Honour and respect: a distorted storytelling of Chinese martial arts

I heard of a recent flame about “honour and respect” in Chinese martial arts that hit my Hung Kuen brother Che Kong Mak. According to what I understood, he has been criticized for posting a video of him teaching Hung Kuen kung fu to some Wing Chun students wearing the t-shirt of their school.

This unpleasant story is another demonstration of how dull, closed minded and ignorant the modern world of the martial arts can be.

Che Kong Mak did nothing wrong, on the contrary he was faithful to the Hung Kuen tradition: without cross training Wong Fei Hung would have not created the modern Hung Kuen and we could not learn this wonderful art.

My master Chan Hon Chung did not have anything against cross training, on the contrary he encouraged me and my brothers to try everything we wanted back in the days. One of my si-hings (George Yang, unfortunately passed away years ago) was also a tremendous wing chun expert and was always happy to pass his skills. And without cross training, my beloved si-hing Kong Pui Wai wold not become the exceptional master he is today. I have several pictures of him training Thai boxing in a Thai boxing outfit at 729 Nathan road, the Hon Chung Gymnasium. Not master Chan nor us brothers cared about his unusual outfit.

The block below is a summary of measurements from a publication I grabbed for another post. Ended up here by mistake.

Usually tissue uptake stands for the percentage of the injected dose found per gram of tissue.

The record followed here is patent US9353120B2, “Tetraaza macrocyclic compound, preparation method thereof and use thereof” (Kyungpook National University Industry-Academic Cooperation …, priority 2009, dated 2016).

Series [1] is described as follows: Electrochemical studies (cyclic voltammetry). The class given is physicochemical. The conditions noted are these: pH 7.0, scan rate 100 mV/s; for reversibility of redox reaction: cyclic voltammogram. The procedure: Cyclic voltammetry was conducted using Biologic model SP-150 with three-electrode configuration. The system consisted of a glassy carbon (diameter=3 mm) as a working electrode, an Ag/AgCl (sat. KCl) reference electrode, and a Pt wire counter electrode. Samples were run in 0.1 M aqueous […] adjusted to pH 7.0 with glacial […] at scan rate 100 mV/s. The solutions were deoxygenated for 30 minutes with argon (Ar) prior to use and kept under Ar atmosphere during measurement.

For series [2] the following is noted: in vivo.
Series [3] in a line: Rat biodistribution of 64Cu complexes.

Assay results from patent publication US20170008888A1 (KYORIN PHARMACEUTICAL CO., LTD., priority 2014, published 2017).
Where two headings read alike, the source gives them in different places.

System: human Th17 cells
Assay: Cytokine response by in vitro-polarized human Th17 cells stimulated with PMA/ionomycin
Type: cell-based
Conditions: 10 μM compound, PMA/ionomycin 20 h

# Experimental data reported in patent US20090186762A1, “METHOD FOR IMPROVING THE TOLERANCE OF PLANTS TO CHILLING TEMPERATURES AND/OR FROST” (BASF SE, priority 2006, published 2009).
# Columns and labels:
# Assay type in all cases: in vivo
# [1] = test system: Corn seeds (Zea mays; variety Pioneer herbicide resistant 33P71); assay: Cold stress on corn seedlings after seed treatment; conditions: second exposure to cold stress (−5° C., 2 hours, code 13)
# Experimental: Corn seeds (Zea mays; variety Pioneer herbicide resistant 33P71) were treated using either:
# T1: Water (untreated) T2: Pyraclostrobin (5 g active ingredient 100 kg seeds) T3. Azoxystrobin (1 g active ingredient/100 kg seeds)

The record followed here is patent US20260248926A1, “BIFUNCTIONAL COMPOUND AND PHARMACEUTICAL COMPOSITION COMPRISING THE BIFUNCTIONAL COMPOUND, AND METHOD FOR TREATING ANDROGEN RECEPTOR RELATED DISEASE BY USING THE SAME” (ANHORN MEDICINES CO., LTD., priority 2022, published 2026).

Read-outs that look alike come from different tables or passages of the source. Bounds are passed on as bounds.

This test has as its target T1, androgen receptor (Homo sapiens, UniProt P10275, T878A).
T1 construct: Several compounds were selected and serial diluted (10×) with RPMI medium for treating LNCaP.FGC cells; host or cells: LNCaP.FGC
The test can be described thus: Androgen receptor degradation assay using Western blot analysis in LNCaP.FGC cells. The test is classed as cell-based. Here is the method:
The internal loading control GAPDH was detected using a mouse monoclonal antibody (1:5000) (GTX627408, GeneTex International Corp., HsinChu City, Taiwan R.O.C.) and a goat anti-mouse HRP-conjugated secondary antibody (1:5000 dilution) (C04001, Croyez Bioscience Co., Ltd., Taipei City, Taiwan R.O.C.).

The real virus of the modern Chinese martial arts nests in the legitimation of a distorted Western visions of concepts as “honour”, “respect”, a result of ignorance and intellectual arrogance, broadcasted by the social networks resonance. This resonance spreads an image of the Chinese culture and traditions that not represents the real thing. Thanks to the global interconnection, the screaming ignorants (a large majority of the Western practitioner of Chinese kung fu) can have the same visibility and notoriety of the quiet people of culture and common sense.

What happened to brother Mak is not new: I myself have been aimed with heavy menaces (so heavy that I decided to report the authors to the international police) just for writing that the late master Chan Hon Chung got sick and eventually died (yes, he was human, but apparently somebody cannot accept this in the obtuse Western world of Chinese martial arts).

In brief: Che Kong Mak shared his knowledge, doing the right thing, so he has nothing to apologise about. Instead, he should block and forget the ignorants, following his heart, teaching to people seriously interested in learning from him, always considering their attitude and not the logo on their t-shirt.